"What are you doing here, son of Siadhan?"
The words had come suddenly into his mind, but from where? He did not know, and there was no one around him. That he saw as he spun quickly, looking, searching. And he saw nothing. There was nothing other than the trees around him, nothing other than the underbrush, other than the nature around him.
"Son of Siadhan?" the small boy called out, querying the empty air around him, the words unafraid, confusion clear on the young one's face. He was but a small boy, and had his own age figured out to be around nine or ten winters. Elongated and pointed ears were hidden behind chin length tresses of ink-like hair, and eyes of mismatched colors watched, looking still for whoever had spoken. One eye was a jade color and the other a fawn-gold and they constantly searched amongst the trees and undergrowth for the speaker.
He had been out here, for a walk, to escape from Goo, and the beating he was sure to get. Earlier that day, he had broken one of the doors off its hinges in playing during his rare free time. The punishment would be a beating. Every punishment, without deviation, was to be beat. Now the beating's severity always depended on the mood Goo was in. Since today was the man's gambling day, and he never failed to lose all of his money to the dice, Raif knew that should he return home with the failure all too evident, he'd be sore for days to come. He had figured earlier that he might as well get some enjoyment out of it, because Goo could only hurt him so much.
"Son of Siadhan, you should leave."
The voice came again as he continued to search, defiant of the fact that something was warning him to leave. As he slowly circled about, giving a fearless face to whoever might be watching, he noted that there was a mist slowly creeping up, and that he could not exactly make out all of the trees any more.
"Who's there?" was his simple reply as he stopped turning, reaching for the small, wooden stick shaped like a dagger he had at his side. Though he had a feeling the dull wooden blade would have no real effect for whatever monster was toying with him, he held onto it more for the fact of comfort than anything else. With his small fingers holding to the well-worn hilt of the stick, he felt just a little bit safer, his heart slowing its beat once more.
"Siadhan's son, why did you come here? What did you hope to find?" The voice came again, and accompanying it was another wave of mist that was obliterating the view of near everything. As Raif listened to the voice, which seemed to echo within the mists, he thought that perhaps it was female, with an odd accent to it. Something he had never heard, yet it tugged at the very inner core of him.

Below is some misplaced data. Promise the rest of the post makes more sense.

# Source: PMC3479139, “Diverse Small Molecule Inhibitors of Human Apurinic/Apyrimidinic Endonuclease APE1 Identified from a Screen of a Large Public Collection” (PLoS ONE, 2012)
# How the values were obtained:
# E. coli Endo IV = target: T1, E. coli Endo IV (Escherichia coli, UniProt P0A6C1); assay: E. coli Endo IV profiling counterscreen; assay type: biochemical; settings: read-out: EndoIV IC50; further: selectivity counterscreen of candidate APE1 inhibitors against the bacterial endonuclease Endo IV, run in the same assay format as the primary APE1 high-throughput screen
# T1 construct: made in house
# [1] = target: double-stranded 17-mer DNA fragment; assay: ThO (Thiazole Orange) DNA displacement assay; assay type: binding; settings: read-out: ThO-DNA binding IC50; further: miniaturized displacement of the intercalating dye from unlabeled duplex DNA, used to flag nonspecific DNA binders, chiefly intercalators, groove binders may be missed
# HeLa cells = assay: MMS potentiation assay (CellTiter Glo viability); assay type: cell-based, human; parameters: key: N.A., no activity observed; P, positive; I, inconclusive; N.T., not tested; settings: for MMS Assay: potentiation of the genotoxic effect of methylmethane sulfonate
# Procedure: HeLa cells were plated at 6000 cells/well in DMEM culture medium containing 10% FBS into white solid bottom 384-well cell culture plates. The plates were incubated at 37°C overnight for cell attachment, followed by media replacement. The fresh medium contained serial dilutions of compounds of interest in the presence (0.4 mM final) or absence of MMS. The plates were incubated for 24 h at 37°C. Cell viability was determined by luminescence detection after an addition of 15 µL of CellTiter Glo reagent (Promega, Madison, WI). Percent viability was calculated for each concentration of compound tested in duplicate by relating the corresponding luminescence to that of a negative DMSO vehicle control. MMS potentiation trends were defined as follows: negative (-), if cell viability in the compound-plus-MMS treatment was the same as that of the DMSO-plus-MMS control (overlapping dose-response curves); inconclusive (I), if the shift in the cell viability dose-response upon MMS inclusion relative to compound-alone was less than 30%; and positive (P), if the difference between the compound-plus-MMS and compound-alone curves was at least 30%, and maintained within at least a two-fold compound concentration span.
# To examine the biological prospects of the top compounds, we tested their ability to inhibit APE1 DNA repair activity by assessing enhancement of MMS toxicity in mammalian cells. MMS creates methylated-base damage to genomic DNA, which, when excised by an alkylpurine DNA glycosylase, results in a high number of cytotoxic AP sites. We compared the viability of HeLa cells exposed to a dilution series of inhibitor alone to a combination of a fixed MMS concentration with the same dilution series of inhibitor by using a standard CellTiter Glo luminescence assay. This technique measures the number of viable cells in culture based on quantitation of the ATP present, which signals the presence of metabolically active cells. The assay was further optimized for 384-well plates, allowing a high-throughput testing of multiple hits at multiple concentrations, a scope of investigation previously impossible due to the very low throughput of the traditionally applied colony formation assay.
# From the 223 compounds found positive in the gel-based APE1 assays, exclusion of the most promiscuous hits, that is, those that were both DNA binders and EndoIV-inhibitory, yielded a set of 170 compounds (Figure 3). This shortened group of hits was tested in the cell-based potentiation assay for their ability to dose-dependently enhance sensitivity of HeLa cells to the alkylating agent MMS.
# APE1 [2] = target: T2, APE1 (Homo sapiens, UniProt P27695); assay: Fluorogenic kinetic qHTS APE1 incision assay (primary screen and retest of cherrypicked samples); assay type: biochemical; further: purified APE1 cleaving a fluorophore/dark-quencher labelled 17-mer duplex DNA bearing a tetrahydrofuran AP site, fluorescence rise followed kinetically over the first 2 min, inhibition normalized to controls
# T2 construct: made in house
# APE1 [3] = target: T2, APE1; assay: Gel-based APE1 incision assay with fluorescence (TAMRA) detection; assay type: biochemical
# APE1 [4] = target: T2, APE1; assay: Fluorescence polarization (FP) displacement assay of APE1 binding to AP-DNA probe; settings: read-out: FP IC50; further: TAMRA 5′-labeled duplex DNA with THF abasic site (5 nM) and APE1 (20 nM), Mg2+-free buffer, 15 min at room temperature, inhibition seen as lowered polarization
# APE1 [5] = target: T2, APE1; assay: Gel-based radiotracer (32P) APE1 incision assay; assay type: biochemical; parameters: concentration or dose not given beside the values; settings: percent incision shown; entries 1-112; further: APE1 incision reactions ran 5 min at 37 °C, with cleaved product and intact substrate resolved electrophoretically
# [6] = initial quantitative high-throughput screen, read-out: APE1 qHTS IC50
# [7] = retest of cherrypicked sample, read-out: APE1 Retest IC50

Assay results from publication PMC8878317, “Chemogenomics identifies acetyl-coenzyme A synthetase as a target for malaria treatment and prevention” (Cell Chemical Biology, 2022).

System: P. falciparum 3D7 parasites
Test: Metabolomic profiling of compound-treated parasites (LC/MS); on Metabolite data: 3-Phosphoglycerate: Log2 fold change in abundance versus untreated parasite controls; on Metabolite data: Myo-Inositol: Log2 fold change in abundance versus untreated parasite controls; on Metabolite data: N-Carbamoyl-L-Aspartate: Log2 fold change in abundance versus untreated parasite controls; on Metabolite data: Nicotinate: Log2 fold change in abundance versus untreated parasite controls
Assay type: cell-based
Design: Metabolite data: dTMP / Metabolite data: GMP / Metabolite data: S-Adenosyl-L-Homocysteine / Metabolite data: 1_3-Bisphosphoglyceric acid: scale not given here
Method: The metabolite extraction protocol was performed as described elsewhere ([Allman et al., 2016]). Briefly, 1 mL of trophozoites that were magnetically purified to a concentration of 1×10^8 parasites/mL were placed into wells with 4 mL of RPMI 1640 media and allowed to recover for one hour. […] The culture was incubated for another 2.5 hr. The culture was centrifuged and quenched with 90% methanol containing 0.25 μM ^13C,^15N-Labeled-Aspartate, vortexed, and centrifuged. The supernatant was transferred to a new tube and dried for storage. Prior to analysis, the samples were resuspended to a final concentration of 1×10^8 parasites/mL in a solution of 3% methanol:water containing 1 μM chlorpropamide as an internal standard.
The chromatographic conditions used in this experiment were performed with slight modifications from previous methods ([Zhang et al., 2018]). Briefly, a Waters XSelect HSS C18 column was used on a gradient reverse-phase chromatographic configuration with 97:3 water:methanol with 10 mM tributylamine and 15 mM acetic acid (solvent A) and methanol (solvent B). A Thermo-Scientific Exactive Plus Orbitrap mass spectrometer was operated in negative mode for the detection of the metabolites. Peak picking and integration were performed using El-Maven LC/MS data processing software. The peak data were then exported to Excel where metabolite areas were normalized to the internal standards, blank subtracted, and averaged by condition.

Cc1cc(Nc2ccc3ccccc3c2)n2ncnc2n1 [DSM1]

"I, I don't know," he answered truthfully, slowly backing away from the mist, as if he could run away from it. Never mind the fact that it was all around him, surrounding him. He did not know why he had came here, why he had dared to entire the forest, or at least this part of it. There were stories aplenty about this forest being haunted, of old shades and spirits residing here. His heart started to beat fast again and no matter how tightly he held to his makeshift, pretend weapon, he could not calm himself. Within a few steps his back pressed up against a tree, and he stopped there, eyes darting around wildly.
"You should not be here, Siadhan's son. This is no place for you. Aush il kon tik vim pec'a qon."
Those last words caused his skin to goose-prickle with cold, and his entire body to shiver. His hand pulled out the wooden-blade now and he took a furtive, yet futile, slash at the mist that was closer yet to him now. As he did so, he felt something wrap around his leg, a small needle wheedling its way into his shin, drawing out a cry from him.
With his abrupt cry, the mist split, was torn, and recoiled away from him. It retracted away, clearing his vision once more, and reformed into the shape of a humanoid female, her head cocked slightly to the side. But Raif did not notice her yet. Instead he was looking down to see what had cut into his skin, what had wrapped around his foot. There, holding to his appendage, was a thorn-covered vine that had snaked from the ground, and one of the barbs had penetrated both clothes and skin as it had trapped him unawares.
Before his very eyes, the vine withered and turned brown, then yellow, and soon black. No longer was it living, instead it was ash, and was blown away from him when a gentle breeze kicked up. He was not sure whether he should be afraid, or if he should run. The latter sounded like a good idea, but against his better judgement he lifted his gaze to the Mist Lady, his eyes narrowing some.
"Siadhan's son, Aush il kon tik vim pec'a qon."
::November 28, 2002 10:14 AM